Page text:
actions, that could be; supposed them to preside, some over one nation or city, some over another; worshipped a few or a multitude of them, just as they pleased; and that with a strange variety of ceremonies, absurd and impious, immoral and barbarous. Amidst this crowd of imaginary deities, the real one was almost entirely forgot: false religion and irreligion divided the world between them: and wickedness of every kind was authorized by both. The cure for these dreadful evils must plainly be, restoring the old true notion of one only God, ruling the world himself: which therefore was the first great article of the Jewish faith, as it is of ours.

Christians can hardly in words profess a plurality of gods: but in reality they do, if they suppose the divine nature common to more than one being; or think our Saviour, or the Holy Spirit, mere creatures, and yet pay them divine honours. But besides these, we apprehend the church of Rome to sin against the present commandment, when they pray to angels, to the holy Virgin and the saints, as being able every where to hear them; and having not only temporal relief, but grace and salvation in their power to bestow. Nay, were the plea which they sometimes make, a true one; that they only pray to them to intercede with God; yet it would be an insufficient one. For there is no reason to believe, that they have any knowledge of such prayers: or if they had, as there is one God, so there is one Mediator between God and man*. And we have neither precept, nor allowance, nor example, in the whole Bible, of applying to any other, amongst all the absent inhabitants of the invisible world.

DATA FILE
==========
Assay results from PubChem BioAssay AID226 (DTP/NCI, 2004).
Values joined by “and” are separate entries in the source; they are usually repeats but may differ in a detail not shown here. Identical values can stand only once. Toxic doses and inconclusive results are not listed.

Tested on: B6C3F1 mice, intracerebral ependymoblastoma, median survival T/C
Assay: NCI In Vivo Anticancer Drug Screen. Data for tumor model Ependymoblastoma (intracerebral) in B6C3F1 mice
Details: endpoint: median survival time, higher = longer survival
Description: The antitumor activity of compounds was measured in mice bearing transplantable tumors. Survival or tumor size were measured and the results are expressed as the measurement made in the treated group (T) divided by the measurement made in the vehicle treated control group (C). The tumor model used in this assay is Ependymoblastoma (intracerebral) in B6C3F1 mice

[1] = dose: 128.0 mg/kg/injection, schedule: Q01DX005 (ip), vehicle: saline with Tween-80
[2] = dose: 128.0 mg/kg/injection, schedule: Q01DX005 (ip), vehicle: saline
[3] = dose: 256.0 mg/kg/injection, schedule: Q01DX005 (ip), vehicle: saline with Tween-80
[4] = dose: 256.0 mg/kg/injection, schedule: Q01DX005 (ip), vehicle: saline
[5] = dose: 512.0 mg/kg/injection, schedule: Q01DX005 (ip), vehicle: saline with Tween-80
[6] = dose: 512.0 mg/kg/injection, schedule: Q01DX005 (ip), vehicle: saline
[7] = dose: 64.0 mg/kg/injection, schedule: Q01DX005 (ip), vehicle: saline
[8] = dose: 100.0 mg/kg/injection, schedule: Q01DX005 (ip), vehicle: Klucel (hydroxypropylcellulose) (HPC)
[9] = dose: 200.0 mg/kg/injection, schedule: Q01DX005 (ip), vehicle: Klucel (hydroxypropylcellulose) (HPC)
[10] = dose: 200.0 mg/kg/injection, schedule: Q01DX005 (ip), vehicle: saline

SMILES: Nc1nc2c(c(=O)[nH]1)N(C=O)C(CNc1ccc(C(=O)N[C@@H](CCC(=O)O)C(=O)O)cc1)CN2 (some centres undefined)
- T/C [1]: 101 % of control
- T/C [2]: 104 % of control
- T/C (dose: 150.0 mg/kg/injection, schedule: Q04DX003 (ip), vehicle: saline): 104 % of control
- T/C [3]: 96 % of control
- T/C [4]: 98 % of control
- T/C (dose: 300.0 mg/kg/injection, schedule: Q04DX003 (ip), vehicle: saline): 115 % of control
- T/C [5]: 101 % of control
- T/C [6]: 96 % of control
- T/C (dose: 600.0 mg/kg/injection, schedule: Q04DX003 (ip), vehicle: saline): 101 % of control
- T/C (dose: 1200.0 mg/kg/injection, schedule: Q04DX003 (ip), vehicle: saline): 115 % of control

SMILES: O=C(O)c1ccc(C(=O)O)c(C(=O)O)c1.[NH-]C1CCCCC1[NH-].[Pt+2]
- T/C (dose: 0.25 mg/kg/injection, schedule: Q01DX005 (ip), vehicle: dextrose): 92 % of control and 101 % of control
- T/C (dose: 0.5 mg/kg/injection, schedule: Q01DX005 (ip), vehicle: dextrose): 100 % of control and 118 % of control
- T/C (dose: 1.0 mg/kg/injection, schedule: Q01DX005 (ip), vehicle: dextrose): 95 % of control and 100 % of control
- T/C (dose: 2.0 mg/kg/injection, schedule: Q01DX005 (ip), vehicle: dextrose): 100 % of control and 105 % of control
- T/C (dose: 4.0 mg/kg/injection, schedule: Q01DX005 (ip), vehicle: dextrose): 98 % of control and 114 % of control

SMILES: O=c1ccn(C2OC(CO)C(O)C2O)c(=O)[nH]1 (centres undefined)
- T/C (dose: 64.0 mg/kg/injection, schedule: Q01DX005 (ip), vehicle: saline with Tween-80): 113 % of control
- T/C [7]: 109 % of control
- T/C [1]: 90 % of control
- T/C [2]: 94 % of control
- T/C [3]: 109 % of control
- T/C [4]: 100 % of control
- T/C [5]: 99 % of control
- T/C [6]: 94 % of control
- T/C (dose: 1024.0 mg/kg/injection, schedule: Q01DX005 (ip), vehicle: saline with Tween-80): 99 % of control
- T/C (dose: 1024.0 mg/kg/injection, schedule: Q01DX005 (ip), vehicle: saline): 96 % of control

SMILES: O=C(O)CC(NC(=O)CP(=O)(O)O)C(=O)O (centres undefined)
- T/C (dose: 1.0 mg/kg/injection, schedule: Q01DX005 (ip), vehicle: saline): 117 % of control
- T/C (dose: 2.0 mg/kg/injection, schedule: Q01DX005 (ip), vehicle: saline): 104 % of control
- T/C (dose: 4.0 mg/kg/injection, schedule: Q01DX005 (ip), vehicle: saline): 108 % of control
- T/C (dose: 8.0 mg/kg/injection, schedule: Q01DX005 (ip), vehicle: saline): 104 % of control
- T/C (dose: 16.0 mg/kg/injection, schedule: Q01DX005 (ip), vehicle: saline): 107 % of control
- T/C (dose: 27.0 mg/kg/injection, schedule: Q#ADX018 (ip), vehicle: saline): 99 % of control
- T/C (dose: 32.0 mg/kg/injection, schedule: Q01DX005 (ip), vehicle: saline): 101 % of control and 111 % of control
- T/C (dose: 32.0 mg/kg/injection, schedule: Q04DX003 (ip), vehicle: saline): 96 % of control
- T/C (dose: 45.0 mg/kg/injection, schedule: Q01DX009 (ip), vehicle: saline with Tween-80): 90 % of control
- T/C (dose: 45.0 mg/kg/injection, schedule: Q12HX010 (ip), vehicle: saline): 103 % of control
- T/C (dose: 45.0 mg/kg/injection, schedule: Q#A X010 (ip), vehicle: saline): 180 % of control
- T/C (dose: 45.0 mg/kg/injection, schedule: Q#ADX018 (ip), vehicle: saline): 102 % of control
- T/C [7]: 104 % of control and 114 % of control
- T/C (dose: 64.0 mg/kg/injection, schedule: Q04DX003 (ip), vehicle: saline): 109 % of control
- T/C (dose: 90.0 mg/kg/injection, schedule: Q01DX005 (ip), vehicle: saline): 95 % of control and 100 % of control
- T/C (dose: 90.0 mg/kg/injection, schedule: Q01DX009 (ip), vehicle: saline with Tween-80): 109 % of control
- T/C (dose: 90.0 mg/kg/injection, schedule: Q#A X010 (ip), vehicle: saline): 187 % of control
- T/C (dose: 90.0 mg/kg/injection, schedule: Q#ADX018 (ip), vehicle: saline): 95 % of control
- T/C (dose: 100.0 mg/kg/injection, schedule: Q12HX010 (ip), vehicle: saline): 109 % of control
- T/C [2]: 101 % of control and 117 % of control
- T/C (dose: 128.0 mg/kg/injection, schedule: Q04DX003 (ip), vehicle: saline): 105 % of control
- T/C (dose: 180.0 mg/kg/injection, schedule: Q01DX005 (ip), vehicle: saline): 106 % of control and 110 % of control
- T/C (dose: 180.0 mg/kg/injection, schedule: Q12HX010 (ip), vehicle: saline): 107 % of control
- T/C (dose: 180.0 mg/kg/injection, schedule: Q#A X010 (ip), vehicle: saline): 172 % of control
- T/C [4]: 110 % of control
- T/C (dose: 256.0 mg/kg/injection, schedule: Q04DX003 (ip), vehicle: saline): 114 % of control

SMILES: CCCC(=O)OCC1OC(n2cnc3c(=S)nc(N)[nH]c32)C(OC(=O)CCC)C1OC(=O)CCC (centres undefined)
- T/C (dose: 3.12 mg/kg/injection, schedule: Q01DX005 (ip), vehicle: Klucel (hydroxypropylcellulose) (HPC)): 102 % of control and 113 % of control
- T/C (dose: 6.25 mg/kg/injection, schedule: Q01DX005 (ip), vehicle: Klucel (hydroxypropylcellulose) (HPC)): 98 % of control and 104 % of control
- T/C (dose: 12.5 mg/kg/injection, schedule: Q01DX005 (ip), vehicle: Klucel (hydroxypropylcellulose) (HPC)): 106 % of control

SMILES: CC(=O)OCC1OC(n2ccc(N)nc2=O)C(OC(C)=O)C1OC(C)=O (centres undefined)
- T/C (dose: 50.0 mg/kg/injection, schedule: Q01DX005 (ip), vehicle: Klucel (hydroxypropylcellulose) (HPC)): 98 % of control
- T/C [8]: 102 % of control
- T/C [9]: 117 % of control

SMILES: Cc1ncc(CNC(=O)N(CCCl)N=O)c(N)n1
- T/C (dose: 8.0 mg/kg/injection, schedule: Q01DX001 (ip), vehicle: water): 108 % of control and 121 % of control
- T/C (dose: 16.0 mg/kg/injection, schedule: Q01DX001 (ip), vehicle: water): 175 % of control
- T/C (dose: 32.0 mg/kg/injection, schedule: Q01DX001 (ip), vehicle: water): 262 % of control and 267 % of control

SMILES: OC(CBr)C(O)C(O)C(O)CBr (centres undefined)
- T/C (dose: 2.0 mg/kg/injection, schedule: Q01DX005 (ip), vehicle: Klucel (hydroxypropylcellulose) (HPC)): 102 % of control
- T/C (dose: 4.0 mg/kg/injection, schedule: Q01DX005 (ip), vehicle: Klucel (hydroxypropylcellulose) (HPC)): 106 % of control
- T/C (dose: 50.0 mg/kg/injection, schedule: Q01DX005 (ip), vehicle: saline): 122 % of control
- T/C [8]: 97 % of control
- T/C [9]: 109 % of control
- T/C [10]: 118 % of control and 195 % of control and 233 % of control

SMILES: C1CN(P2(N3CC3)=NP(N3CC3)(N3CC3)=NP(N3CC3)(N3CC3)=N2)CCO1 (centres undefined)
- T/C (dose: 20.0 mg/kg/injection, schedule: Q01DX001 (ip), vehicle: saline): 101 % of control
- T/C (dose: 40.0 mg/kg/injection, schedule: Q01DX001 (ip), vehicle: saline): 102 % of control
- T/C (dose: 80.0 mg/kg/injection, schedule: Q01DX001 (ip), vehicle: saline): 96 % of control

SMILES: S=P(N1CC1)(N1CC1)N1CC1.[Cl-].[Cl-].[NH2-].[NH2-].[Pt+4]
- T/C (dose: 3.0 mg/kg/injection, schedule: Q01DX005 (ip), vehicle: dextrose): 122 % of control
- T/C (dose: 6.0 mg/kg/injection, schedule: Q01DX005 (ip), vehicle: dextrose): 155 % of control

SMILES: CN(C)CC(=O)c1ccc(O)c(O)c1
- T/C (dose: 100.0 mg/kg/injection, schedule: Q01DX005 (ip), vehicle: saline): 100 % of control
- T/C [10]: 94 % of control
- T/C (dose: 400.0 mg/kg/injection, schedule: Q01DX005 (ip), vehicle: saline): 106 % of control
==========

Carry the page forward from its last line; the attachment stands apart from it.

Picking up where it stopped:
But there are several ways more of transgressing

1 Tim. ii. 5.

this commandment. If we ascribe things which befal us, to fate, or to chance, or to nature; and mean any thing real by these words, different from that order, which our Maker's providence hath appointed; we set up in effect other gods besides him. If we imagine the influence of stars, the power of spirits, in short any power whatever, to be independent on him, and capable of doing the least matter, more than he judges proper to permit that it should: this also is having more gods than one. If we set up ourselves, or others, above him; and obey, or expect any one else to obey, man rather than God; here again is in practice, though not in speculation, the same crime. If we love, or trust in uncertain riches, more than the living God*; this is that covetousness, which is idolatry†. If we pursue unlawful sensual pleasures, instead of delighting in his precepts; this is making a god of our belly. In a word, if we allow ourselves to practise any wickedness whatever, we serve, by so doing, the false god of this world§, instead of the true God of heaven, besides whom we ought not to have any other: and therefore to whom alone be, as is most due, all honour and obedience, now and for ever. Amen.

1 Tim. vi. 17.

Phil. iii. 19.

+ Col. iii. 5.
§ 2 Cor. iv. 4.



WE are now come to the second Commandment, which the church of Rome would persuade men is only part of the first. But they plainly relate to different things. The first appoints, that the object of our worship be only the true God; the next, that we worship not him under any visible resemblance or form. And besides, if we join these two into one, there will be no tenth left; though the Scripture itself hath called them ten*: to avoid which absurdity, the Romanists have committed another, by dividing the tenth into two. And they might as well have divided it into six or seven; as I shall shew you, in discoursing upon it. For these reasons, the oldest and most considerable, both of the Jewish and Christian writers, who distinguish the Commandments by their number, distinguish them in the same manner that we do. Perhaps it may seem of small consequence, how that before us is counted, provided it be not omitted. And we must own, that some persons before the rise of popery, and some protestants since the reformation, have, without any ill design, reckoned it as the papists do. But what both

* Exod. xxxiv. 28. Deut. iv. 18. x. 4.